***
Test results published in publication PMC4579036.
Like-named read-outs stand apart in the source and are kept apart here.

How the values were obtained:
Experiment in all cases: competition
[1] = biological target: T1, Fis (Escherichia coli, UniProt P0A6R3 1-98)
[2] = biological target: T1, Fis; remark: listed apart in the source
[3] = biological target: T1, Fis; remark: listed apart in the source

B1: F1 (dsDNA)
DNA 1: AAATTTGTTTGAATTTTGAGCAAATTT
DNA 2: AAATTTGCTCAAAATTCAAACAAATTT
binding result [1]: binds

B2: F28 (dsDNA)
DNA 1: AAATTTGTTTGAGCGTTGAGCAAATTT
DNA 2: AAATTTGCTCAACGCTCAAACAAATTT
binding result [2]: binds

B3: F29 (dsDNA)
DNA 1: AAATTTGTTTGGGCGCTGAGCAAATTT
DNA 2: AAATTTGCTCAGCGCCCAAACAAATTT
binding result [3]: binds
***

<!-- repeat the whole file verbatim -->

Test results published in publication PMC4579036.
Like-named read-outs stand apart in the source and are kept apart here.

How the values were obtained:
Experiment in all cases: competition
[1] = biological target: T1, Fis (Escherichia coli, UniProt P0A6R3 1-98)
[2] = biological target: T1, Fis; remark: listed apart in the source
[3] = biological target: T1, Fis; remark: listed apart in the source

B1: F1 (dsDNA)
DNA 1: AAATTTGTTTGAATTTTGAGCAAATTT
DNA 2: AAATTTGCTCAAAATTCAAACAAATTT
binding result [1]: binds

B2: F28 (dsDNA)
DNA 1: AAATTTGTTTGAGCGTTGAGCAAATTT
DNA 2: AAATTTGCTCAACGCTCAAACAAATTT
binding result [2]: binds

B3: F29 (dsDNA)
DNA 1: AAATTTGTTTGGGCGCTGAGCAAATTT
DNA 2: AAATTTGCTCAGCGCCCAAACAAATTT
binding result [3]: binds